Published 30 March 2022
Describes the establishment and membership of this new society.
Exhibition review House and Home
Anne Neil and Steve Tepper
Fremantle Art Centre galleries,
grounds and craft shop
25 May - 16 June 1996
Published December 1996
What do a traditional Maori canoe (waka) and a cattle truck have in common?...In both these cases these vehicles were conveyors of culture. These images are central to two collaborative works at the second Asia Pacific Triennial of Pacific Art at the Queensland Art Gallery.
Book review Encyclopaedia of Aboriginal Australia with companion CD Rom
Edited by David Horton
Aboriginal Studies Press for AIATSIS
Collecting Pacific Art is not a straight forward endeavour. There are really no set criteria of what 'contemporary Pacific art' might be, little interpretive literature on the subject and very few precedents for forming even small collections for cultural institutions. There is a new cultural centre 'the Jean-Marie Cultural Centre' being built in Noumea, New Caledonia.
Today the art of the Pacific Islanders is still trapped within its category. The display cases of the institutions have not been shattered. Yet the very act of exhibiting demonstrates that the making and the appreciation of art is a dynamic process. Institutions are caught by a need to both legitimise themselves and acknowledge (and perhaps attempt to control) the art of the migrant communities.
Exhibition review Secret Places
Sieglinde Karl, Hazel Smith, Kate Hamilton, Ron Nagorka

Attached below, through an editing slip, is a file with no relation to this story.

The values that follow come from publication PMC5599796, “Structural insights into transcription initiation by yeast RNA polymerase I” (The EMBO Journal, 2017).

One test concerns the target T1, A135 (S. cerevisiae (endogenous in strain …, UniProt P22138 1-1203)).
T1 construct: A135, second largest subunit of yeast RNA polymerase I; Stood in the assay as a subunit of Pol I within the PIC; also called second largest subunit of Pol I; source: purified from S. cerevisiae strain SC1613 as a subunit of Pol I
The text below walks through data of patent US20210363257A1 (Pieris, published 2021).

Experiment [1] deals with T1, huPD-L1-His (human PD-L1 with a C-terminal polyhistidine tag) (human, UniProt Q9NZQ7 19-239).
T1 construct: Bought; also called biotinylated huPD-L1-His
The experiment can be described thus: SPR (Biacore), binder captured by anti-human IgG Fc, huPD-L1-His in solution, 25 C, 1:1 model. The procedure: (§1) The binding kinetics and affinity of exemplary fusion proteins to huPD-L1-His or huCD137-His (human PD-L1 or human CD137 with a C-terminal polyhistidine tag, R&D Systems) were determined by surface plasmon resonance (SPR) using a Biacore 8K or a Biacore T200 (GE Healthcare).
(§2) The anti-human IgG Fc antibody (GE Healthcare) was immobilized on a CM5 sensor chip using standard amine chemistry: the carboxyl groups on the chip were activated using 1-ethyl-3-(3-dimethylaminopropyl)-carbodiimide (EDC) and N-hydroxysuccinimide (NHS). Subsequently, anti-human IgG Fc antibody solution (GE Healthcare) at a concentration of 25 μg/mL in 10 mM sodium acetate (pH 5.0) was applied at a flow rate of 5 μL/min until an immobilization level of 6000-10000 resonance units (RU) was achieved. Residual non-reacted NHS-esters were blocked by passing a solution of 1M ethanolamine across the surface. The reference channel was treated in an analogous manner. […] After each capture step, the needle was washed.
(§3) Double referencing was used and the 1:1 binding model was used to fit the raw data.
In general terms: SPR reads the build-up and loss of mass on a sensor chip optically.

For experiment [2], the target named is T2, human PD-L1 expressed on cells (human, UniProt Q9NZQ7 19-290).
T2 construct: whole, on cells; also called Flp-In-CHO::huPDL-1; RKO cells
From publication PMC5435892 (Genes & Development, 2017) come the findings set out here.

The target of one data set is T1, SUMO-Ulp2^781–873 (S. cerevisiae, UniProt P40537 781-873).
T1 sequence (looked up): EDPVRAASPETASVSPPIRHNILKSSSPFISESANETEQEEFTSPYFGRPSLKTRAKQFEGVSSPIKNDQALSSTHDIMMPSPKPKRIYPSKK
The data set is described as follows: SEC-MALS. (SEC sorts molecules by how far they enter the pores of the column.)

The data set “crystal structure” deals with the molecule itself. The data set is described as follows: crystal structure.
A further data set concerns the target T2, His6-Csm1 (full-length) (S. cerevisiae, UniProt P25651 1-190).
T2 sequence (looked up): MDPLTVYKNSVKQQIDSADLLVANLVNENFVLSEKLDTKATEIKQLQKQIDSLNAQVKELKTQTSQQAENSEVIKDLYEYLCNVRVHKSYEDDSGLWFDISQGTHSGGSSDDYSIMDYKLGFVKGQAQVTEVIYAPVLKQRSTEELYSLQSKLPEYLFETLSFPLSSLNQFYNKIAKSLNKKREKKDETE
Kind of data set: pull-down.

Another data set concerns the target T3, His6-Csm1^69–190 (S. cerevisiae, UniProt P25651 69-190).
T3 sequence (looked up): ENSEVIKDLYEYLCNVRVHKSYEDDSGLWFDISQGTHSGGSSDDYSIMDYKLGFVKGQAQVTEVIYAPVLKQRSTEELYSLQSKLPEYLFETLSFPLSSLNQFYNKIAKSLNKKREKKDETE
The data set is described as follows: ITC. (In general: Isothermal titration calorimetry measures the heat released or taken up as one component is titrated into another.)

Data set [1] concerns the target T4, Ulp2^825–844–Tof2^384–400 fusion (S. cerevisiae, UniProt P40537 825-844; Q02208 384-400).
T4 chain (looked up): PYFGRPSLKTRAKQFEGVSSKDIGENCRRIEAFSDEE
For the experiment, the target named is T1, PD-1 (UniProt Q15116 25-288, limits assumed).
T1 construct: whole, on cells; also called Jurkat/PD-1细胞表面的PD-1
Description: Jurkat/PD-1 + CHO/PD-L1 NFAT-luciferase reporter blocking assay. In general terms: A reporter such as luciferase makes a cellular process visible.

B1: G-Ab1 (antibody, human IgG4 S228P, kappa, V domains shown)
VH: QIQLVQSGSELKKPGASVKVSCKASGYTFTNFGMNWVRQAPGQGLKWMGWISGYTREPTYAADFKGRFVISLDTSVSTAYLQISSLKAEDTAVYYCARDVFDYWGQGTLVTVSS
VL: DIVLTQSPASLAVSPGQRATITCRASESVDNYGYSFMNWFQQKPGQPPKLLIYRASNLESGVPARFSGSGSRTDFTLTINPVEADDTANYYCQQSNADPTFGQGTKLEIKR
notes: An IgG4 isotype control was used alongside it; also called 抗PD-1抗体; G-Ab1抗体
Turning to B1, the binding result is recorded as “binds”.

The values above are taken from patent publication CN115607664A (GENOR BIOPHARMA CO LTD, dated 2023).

Queen Victoria Museum and Art Gallery,
Touring regional Australia through Contemporary Art Services Tasmania and the national Exhibitions Touring Scheme.
An alternative festival celebrating the people of the Pacific was held on one of the outer islands (Manono) in Western Samoa at the same time as the official Pacific Festival of the Arts in Apia. The festival was conducted from 8-23 September 1996.
Exhibition review Aadje Bruce: Domestic Bliss
Artplace Claremont Western Australia
9 May -1 June 1996
Exhibition review Peter Dailey: Prime Time
Lawrence Wilson Art Gallery
University of Western Australia
17 May - 30 June 1996
The author examines shield collected in 1995 to discuss issues fundamental to the introduction of the art of emergent societies in an international art context. Issues such as the definition of art and aesthetics, art versus craft, function of art in the various contexts etc...
The market must acknowledge its role in the commidification of indigenous cultures through cultural objects....What the market must acknowledge is the relationship of interdependency which exists between itself and the artists that it promotes and as such, the market must ensure that its actions do not prove detrimental to the artist and the community in the long run.
As Judy Watson was about the commence her residency in France, the French Government announced they would be conducting nuclear tests in the Pacific. As an Australian, an Aboriginal, a conservationist, a woman and an artist, she felt compromised. Discusses her work in this context.